Milligan explores the differences between appearance and reality when dealing with people’s emotions. This is a melancholic poem, one that deals with the personal pain he feels, yet ‘people say “my, you’re looking well”’. Milligan emphasises the idea that although someone may look fine, on the inside could be a completely different story.
Milligan further elevates this point through the extended ellipsis following his reflection on how people think he looks fine. The long moment of pause within the poem changes the pace completely. Whereas for the majority of the poem lines are enjambed and unbroken with caesura, here Milligan enforces a moment of complete silence. This can be taken as a representation of his thinking process, not understanding how he can be so hurt, yet look fine on the surface. Following this moment of silence, Milligan again disrupts and shifts the tone with another exclamation.
Mummification is an ancient Egyptian practise in which a body is preserved by embalming it and wrapping it in cloth. Using this metaphor, Milligan is suggesting that the woman has frozen his physical state. Although inside he feels worse and worse, on the surface he remains the same – he doesn’t change physically, no ‘wound’, but feels hurt.
The final word can be interpreted in multiple ways. It firstly completes the joke of the woman mummifying him. But at the same time, it also suggests that he keeps on living with this pain inside him. Milligan doesn’t understand what has happened and his confusion is evident in the explosive word. The capitalisation and exclamation mark culminate to finish the poem on a note of delirium.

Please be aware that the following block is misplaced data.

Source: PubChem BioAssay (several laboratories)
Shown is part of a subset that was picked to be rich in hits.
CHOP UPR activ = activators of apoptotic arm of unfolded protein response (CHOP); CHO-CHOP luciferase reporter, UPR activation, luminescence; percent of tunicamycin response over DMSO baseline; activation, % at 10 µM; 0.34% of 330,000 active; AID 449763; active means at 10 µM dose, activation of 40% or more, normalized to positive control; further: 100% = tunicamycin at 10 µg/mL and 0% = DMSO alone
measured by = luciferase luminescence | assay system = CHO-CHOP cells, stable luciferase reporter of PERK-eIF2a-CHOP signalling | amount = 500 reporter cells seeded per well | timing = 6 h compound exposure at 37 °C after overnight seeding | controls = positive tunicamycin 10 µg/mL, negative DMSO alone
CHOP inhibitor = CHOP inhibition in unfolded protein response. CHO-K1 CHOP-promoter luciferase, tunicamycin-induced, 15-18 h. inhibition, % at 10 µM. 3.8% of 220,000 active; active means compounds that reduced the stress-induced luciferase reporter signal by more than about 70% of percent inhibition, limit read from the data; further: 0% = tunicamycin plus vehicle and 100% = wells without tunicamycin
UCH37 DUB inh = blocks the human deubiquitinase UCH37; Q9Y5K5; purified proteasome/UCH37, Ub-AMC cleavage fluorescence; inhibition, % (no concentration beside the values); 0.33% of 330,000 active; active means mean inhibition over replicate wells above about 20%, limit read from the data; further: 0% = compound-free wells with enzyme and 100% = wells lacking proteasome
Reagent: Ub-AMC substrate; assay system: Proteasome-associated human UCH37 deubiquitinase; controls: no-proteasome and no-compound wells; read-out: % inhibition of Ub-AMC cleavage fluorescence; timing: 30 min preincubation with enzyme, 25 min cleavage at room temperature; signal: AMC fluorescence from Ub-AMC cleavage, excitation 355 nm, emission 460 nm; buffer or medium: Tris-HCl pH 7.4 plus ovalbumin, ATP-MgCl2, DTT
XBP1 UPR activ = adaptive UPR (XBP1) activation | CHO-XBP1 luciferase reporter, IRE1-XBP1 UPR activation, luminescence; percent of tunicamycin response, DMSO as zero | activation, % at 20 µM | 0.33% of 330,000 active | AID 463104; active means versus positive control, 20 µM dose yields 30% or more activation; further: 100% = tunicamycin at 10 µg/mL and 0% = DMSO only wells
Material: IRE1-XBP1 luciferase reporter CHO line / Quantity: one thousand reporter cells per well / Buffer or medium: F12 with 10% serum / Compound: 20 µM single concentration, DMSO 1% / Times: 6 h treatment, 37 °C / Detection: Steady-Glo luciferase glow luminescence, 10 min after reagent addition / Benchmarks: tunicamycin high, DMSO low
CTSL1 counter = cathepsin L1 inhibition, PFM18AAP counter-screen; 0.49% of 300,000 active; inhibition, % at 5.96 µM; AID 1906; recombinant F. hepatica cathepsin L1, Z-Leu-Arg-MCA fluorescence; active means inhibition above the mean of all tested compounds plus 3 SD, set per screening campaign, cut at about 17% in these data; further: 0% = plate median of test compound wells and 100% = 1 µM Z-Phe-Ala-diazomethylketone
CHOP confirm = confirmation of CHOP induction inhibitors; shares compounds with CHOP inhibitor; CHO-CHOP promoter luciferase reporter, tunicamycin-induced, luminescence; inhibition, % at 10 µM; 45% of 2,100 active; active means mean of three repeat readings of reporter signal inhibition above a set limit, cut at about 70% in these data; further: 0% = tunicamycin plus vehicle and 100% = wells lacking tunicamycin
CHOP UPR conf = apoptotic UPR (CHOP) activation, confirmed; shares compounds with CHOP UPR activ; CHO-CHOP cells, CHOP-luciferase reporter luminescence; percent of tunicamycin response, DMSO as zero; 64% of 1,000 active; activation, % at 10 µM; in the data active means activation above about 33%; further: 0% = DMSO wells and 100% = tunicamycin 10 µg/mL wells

Whereas most interpret the poem as comic, I would argue that this is one of the few poems in which a real sense of the poet’s own emotional state is reflected upon. Milligan doesn’t understand how he can feel so terrible, yet on the surface seem completely normal. He tries to explain his pain in the way most familiar to him, comedy and jokes. Yet within the poem flashes of melancholy permeate, showing a side of Milligan often hidden.
About Spike Milligan
Born on the 16th of April 1918, Terence Alan Milligan, better known as Spike Milligan, was a British-Irish poet, writer and comedian. He was born in Ahmednagar, India and grew up in Poona, India. He lived much of his adult life in England, and served in the British Army Royal Artillery division in World War II.
His poetry is often lovingly categorised under ‘literary nonsense’, with the purpose of comedy often being easily achieved. His poetry is widely known, with his poem *On the Ning Nang Nong* being amongst the ten most commonly taught poem in primary schools in the UK. He was very acclaimed during his life, even being made an honorary Knight Commander of the Order of the British Empire (KBE) in 2001. He died on February 27th 2002 at the age of 83, although his legacy still lives on through his contribution to film, tv, music and poetry.